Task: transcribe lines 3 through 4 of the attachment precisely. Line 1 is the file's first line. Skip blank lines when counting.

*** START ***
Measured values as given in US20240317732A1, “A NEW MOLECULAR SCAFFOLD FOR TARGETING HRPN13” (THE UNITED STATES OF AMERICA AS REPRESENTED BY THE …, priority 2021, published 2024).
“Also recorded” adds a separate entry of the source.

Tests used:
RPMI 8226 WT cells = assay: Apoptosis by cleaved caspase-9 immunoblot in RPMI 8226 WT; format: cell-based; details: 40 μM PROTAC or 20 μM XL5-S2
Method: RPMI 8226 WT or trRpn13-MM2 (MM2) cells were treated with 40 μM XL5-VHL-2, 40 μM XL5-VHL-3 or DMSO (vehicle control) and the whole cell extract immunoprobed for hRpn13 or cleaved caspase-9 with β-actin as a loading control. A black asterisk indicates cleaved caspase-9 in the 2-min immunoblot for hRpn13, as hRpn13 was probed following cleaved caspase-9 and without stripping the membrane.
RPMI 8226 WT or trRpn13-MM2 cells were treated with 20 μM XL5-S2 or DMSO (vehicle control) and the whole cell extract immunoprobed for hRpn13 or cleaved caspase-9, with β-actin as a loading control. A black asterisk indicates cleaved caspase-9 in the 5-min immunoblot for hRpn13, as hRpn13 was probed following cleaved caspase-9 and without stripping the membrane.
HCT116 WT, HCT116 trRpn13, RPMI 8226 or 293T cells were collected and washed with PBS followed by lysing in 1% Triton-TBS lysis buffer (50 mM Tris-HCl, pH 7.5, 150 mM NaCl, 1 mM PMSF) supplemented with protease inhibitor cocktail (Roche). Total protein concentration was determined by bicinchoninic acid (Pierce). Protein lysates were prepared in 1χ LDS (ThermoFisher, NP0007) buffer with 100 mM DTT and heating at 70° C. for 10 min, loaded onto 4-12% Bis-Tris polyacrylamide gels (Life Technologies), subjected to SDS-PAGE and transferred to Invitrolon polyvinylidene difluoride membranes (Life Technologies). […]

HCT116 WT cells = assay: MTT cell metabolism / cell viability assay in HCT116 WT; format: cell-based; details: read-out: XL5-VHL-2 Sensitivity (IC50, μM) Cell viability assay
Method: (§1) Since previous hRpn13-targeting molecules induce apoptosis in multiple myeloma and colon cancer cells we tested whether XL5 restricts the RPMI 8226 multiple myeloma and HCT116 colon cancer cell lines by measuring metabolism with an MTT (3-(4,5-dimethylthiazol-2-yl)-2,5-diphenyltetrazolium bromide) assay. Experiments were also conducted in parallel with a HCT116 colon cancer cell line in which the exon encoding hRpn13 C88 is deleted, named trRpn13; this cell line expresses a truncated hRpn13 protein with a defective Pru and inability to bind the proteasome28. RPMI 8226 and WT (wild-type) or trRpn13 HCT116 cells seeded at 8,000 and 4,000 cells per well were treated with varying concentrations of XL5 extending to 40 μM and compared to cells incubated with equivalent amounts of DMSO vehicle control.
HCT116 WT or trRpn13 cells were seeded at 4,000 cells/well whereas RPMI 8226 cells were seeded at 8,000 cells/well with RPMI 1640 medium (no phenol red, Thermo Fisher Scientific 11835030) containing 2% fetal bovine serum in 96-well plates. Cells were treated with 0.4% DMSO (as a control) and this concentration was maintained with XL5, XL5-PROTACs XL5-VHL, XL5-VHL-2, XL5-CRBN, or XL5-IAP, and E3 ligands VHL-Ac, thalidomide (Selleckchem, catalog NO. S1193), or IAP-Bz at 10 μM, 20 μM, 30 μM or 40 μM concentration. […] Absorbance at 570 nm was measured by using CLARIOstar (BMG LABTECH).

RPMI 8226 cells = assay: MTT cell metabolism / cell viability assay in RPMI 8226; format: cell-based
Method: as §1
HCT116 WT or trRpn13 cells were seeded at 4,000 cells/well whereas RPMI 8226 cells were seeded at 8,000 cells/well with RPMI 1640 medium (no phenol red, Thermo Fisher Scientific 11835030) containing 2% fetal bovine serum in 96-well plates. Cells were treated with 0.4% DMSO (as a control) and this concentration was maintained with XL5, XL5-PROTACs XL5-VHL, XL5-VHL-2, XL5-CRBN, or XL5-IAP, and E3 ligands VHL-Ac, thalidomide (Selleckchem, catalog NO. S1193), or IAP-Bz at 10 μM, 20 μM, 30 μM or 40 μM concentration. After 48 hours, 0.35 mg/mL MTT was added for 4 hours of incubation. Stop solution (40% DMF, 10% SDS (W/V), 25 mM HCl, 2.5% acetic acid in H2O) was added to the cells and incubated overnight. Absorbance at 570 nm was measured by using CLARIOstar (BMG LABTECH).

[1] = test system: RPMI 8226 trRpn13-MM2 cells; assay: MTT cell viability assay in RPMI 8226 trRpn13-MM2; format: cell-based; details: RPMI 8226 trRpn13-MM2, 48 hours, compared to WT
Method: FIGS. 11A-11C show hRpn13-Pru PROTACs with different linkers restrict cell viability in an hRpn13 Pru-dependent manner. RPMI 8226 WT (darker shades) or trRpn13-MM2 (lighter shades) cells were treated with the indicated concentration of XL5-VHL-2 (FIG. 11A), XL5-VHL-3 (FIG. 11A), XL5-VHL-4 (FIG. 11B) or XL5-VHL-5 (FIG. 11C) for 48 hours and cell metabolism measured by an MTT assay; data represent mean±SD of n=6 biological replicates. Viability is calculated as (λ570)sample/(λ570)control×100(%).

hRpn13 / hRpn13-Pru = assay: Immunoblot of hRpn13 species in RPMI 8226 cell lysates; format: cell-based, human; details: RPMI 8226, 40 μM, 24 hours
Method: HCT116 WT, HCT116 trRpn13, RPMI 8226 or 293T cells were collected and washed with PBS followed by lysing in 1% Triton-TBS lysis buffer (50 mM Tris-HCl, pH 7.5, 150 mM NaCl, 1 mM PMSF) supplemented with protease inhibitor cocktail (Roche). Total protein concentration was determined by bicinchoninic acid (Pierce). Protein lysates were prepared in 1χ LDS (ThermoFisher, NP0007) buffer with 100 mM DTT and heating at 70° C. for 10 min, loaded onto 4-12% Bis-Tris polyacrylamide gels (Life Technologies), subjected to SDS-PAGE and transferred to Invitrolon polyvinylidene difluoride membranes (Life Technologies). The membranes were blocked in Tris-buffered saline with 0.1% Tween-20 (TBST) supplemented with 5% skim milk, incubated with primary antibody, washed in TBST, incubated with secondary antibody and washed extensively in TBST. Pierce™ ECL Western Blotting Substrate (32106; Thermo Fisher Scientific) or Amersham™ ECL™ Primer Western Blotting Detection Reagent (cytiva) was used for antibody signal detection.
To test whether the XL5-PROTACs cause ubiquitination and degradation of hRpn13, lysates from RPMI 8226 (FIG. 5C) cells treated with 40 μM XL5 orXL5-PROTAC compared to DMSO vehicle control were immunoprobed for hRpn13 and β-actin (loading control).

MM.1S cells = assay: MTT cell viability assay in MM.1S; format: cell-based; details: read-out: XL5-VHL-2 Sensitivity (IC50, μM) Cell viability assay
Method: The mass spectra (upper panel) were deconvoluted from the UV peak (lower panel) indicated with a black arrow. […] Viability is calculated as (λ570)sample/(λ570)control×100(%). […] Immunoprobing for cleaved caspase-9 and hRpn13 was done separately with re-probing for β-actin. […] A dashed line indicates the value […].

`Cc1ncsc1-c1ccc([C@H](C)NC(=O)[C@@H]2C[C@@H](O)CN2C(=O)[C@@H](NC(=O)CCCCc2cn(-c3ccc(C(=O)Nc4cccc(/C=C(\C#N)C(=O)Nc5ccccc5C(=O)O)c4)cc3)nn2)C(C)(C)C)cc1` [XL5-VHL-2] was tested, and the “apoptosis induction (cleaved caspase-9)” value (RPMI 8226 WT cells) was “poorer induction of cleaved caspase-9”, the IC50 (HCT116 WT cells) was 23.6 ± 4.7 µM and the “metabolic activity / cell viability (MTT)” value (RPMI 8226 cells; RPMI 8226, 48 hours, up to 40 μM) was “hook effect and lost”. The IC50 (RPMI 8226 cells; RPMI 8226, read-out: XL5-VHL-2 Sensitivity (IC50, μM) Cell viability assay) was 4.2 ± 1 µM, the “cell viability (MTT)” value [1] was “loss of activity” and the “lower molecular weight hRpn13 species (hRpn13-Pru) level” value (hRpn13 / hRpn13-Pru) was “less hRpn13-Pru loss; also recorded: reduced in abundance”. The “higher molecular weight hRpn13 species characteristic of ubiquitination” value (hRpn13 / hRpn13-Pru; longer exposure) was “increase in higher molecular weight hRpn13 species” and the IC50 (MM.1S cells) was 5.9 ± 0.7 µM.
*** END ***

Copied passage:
Tests used:
RPMI 8226 WT cells = assay: Apoptosis by cleaved caspase-9 immunoblot in RPMI 8226 WT; format: cell-based; details: 40 μM PROTAC or 20 μM XL5-S2